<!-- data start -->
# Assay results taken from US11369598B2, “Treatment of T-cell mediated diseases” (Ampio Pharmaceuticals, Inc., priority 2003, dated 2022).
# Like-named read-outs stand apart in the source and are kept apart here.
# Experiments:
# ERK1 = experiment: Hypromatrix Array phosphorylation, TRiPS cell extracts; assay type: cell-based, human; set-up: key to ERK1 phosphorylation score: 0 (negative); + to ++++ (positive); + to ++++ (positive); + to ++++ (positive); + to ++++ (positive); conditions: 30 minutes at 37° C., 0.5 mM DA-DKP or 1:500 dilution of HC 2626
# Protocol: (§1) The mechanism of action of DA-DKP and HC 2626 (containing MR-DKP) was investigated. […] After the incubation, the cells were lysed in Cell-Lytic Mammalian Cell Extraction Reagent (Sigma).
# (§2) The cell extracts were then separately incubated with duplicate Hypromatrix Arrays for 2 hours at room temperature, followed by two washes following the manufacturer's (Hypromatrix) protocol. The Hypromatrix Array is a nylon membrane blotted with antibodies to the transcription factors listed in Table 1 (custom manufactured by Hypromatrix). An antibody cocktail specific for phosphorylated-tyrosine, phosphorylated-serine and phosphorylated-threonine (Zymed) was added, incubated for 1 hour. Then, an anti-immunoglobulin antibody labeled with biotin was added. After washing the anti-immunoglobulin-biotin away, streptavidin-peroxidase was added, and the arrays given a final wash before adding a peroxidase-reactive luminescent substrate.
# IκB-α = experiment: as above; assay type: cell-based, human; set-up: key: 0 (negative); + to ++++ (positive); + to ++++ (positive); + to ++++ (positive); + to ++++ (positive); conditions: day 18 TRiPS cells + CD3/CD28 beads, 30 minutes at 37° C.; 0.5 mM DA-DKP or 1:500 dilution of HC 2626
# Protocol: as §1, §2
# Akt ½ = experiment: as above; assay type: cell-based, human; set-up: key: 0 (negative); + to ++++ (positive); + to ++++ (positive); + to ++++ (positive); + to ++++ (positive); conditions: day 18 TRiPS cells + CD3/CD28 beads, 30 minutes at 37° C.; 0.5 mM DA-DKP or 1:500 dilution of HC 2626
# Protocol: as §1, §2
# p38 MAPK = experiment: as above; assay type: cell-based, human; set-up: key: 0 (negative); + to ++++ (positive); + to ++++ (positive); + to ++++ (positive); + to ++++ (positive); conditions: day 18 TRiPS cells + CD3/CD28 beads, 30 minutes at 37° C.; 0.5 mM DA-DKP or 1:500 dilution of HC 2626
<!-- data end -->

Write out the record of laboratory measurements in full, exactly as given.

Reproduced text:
# Assay results taken from US11369598B2, “Treatment of T-cell mediated diseases” (Ampio Pharmaceuticals, Inc., priority 2003, dated 2022).
# Like-named read-outs stand apart in the source and are kept apart here.
# Experiments:
# ERK1 = experiment: Hypromatrix Array phosphorylation, TRiPS cell extracts; assay type: cell-based, human; set-up: key to ERK1 phosphorylation score: 0 (negative); + to ++++ (positive); + to ++++ (positive); + to ++++ (positive); + to ++++ (positive); conditions: 30 minutes at 37° C., 0.5 mM DA-DKP or 1:500 dilution of HC 2626
# Protocol: (§1) The mechanism of action of DA-DKP and HC 2626 (containing MR-DKP) was investigated. […] After the incubation, the cells were lysed in Cell-Lytic Mammalian Cell Extraction Reagent (Sigma).
# (§2) The cell extracts were then separately incubated with duplicate Hypromatrix Arrays for 2 hours at room temperature, followed by two washes following the manufacturer's (Hypromatrix) protocol. The Hypromatrix Array is a nylon membrane blotted with antibodies to the transcription factors listed in Table 1 (custom manufactured by Hypromatrix). An antibody cocktail specific for phosphorylated-tyrosine, phosphorylated-serine and phosphorylated-threonine (Zymed) was added, incubated for 1 hour. Then, an anti-immunoglobulin antibody labeled with biotin was added. After washing the anti-immunoglobulin-biotin away, streptavidin-peroxidase was added, and the arrays given a final wash before adding a peroxidase-reactive luminescent substrate.
# IκB-α = experiment: as above; assay type: cell-based, human; set-up: key: 0 (negative); + to ++++ (positive); + to ++++ (positive); + to ++++ (positive); + to ++++ (positive); conditions: day 18 TRiPS cells + CD3/CD28 beads, 30 minutes at 37° C.; 0.5 mM DA-DKP or 1:500 dilution of HC 2626
# Protocol: as §1, §2
# Akt ½ = experiment: as above; assay type: cell-based, human; set-up: key: 0 (negative); + to ++++ (positive); + to ++++ (positive); + to ++++ (positive); + to ++++ (positive); conditions: day 18 TRiPS cells + CD3/CD28 beads, 30 minutes at 37° C.; 0.5 mM DA-DKP or 1:500 dilution of HC 2626
# Protocol: as §1, §2
# p38 MAPK = experiment: as above; assay type: cell-based, human; set-up: key: 0 (negative); + to ++++ (positive); + to ++++ (positive); + to ++++ (positive); + to ++++ (positive); conditions: day 18 TRiPS cells + CD3/CD28 beads, 30 minutes at 37° C.; 0.5 mM DA-DKP or 1:500 dilution of HC 2626